Jason P Chambers: “Marketers have changed their approach to blacks in a number of ways. The most important of them is that they now approach black consumers with a much greater level of respect for their financial power and for their social consciousness. Marketers no longer expect black consumers to merely purchase products because they stuck a black face in an ad or put up a billboard in a black neighborhood.
“Today’s black consumer routinely exhibits a knowledge of their financial importance to companies and a willingness to take their business elsewhere if they find a better product or they consider marketers to have disrespected them as individuals or as a group.
“And, outside of a few idiotic instances – Kendall Jenner and Pepsi-Cola, Dove and H&M to name a few – most marketers avoid the racial marketing blunders of the past. They do so because, firstly, they are smarter than they used to be and, secondly, they know that an absolute ton of negative press and social media commentary – to say nothing of lost sales – will be the result of their mistakes.”
Marcus Flemmings: “In the case of Black Panther – which is the best example – Disney played on the fact that it is an all-black cast. It has every black actor, music star and TV star tweeting about it. Big corporations play on things that are current – that's what all good marketing companies do.
“Disney is loving it right now. It has one of the biggest films of all time on its hands with a majority-black cast. Walt will be spinning in his grave.
“In Europe and countries where there is a lesser black population, films have often advertised the white actors ahead of black actors. 12 Years A Slave – a film about slavery in America that had black leads – was advertised using only Brad Pitt and Michael Fassbender in its promotional materials. Both are in the film for a very short time.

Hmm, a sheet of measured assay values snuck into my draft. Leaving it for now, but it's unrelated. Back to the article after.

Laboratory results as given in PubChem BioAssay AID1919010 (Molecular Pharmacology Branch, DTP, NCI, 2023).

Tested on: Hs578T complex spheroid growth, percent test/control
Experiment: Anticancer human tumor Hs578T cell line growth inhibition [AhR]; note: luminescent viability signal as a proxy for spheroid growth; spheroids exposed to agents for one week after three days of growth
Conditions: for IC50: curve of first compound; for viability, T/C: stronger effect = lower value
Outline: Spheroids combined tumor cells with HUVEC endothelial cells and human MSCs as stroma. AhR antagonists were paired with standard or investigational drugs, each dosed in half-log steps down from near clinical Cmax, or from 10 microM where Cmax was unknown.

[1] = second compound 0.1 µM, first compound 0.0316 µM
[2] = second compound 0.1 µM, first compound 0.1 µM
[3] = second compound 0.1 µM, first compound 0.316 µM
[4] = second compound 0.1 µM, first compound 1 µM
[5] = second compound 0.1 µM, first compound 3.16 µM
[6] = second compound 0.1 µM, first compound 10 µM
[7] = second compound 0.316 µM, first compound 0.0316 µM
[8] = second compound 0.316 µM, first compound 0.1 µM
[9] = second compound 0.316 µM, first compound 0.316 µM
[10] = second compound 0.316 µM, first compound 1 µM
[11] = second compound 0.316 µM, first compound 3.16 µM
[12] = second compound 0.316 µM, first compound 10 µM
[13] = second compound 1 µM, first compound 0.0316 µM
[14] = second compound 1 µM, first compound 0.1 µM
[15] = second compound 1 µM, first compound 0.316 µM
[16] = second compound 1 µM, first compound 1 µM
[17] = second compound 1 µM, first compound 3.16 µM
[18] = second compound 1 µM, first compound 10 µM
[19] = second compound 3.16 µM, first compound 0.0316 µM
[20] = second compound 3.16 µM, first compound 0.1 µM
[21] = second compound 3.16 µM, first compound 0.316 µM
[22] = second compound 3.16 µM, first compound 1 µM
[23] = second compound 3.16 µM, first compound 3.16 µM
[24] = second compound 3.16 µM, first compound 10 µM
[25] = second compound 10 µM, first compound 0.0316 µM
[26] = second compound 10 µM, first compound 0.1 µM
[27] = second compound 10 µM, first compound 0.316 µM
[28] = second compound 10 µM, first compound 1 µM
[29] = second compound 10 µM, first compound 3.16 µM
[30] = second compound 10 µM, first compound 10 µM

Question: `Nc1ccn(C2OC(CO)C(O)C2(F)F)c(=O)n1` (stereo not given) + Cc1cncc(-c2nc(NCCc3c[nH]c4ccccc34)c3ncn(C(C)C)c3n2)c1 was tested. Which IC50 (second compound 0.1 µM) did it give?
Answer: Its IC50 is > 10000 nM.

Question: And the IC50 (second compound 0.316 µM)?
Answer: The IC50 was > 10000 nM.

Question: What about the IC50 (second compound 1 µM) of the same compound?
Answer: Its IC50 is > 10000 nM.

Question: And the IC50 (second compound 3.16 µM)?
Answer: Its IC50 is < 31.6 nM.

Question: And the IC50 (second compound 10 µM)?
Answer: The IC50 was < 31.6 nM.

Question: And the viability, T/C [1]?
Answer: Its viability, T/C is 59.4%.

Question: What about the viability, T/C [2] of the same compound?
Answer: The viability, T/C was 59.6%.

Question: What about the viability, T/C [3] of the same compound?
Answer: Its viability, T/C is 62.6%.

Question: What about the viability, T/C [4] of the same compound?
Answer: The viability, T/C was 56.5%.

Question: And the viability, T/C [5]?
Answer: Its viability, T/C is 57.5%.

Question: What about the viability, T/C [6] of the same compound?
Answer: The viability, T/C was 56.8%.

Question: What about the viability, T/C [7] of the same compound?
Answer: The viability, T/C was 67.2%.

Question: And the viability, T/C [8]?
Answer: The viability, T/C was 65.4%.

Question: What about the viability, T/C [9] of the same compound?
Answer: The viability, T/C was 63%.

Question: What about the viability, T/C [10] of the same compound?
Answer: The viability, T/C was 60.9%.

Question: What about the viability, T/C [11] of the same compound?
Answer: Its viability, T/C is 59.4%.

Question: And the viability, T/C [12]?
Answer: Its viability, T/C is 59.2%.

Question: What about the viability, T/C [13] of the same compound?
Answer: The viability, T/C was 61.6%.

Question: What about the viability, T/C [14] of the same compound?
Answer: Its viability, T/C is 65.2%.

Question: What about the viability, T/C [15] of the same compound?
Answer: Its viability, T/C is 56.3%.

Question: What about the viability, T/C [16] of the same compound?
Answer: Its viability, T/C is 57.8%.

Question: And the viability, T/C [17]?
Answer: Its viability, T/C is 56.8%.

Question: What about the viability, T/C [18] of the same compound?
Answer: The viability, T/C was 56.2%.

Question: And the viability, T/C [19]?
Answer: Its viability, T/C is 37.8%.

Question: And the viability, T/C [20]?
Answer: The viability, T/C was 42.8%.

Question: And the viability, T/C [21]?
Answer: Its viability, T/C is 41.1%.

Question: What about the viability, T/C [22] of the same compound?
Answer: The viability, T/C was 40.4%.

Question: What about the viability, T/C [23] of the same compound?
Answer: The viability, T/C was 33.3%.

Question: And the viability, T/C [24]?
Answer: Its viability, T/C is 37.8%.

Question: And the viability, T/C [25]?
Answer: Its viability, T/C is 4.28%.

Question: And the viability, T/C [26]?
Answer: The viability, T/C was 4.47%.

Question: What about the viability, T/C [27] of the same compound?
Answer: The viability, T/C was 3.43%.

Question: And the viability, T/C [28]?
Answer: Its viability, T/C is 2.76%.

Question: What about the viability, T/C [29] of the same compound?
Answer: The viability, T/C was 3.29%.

“Marketing will always aim to make money but sometimes the decisions made are, ethically, misguided.”
LeMar McLean: “The black dollar has asserted itself more and more over the years. The optimistic view of that demonstration is that black consumers recognize that power in a way that will reflect the images of blackness we want and need to see – as opposed to representations that perpetuate an unfair power dynamic.”
Nielsen recently published this report on the 'power' of black consumers. As long as marketers consider black people to be a separate, niche market, can they ever be 'equal' to the rest of society? No one ever says 'power of white consumers'. Is that a subconscious assignment of second-class status?
Jason P Chambers: “I’d correct you a bit. People talk about the power of white consumers all the time – every day, in fact. You don’t notice it because they simply call them ‘consumers’ or ‘mainstream consumers’ or some other generalized appellation that indicates they're talking about the largest body of consumers (white ones). It’s akin to people asking the misguided question of ‘why is there a Black Entertainment Television (BET) when there’s no White Entertainment Television?’ Sure there is – every other channel is White Entertainment Television.
“My point is that it’s absolutely not an assignment of second-class status. It’s the recognition that demographics – of which race is one – are still key points of understanding how groups act as groups. Is it the only one? No. But ‘post-racial society’ nonsense aside, race continues to matter in the US. Understanding how black, Asian, Latino, LGBT, men, women, transgender people and any other group that can be aggregated into a group for purposes of understanding how they act in the marketplace remains important.
“People who fail to understand that generally don’t understand marketing, or they presume that marketers only strive to understand groups at these macro levels of ‘black’ or ‘Latino'. They don’t. The macro level points of information are there as starting points. Savvy marketers then drill down as far as they can into the group so that they can market their products to them in the most optimal ways.”
The Promotion Fix is an exclusive biweekly column for The Drum contributed by global marketing and technology keynote speaker Samuel Scott, a former journalist, consultant and director of marketing in the high-tech industry. Follow him on Twitter and Facebook. Scott is based out of Tel Aviv, Israel.